Selection and Installation of Thermal Expansion Tanks
See Part 2 for calculating the expansion tank volumes. Now, using the calculated acceptance volume and total volume for the tank, select an expansion tank from the manufacturer’s data that meets these requirements.
Be aware that in most states, unfired pressure vessels larger than a certain volume must have an ASME stamp. Check your state’s requirement for this limit. If the expansion tank you need is larger than this limitation, it must be constructed in accordance with ASME Section VIII requirements. ASME rated vessels are much higher in cost than non-ASME vessels. Installing multiple smaller tanks, which are below the volume limitation for ASME tanks, is also an option. Most tank manufacturers offer both ASME and non-ASME thermal expansion tanks.
Where the thermal expansion tank is installed in a plumbing system is important. The options are to install the expansion tank in either the cold or hot water piping. The tank will perform its intended function when installed in either location. However, the cold water piping is the preferred location, because the water temperature is lower. Lower operating temperatures will extend the life of the tank bladder.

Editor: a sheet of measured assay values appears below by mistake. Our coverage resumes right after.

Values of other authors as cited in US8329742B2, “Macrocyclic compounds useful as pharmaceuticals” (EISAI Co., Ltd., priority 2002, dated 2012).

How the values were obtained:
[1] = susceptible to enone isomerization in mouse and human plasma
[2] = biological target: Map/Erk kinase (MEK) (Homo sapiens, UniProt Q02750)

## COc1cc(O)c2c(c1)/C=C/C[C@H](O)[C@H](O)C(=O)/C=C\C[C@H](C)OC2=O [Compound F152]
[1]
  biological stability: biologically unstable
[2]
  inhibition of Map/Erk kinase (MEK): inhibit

The expansion tank should be installed in accordance with the manufacturer’s installation instructions. The tank can be installed in either vertical or horizontal orientation. If installing the tank in the vertical orientation, install a pipe support on the main piping near the tank connection. If the tank is installed in a horizontal orientation, support the tank directly from the structure to avoid excessive stress and potential failure of the piping.
Prior to pressurizing the piping system, the expansion tank should be charged with air pressure that is equal to the line pressure of the plumbing system.
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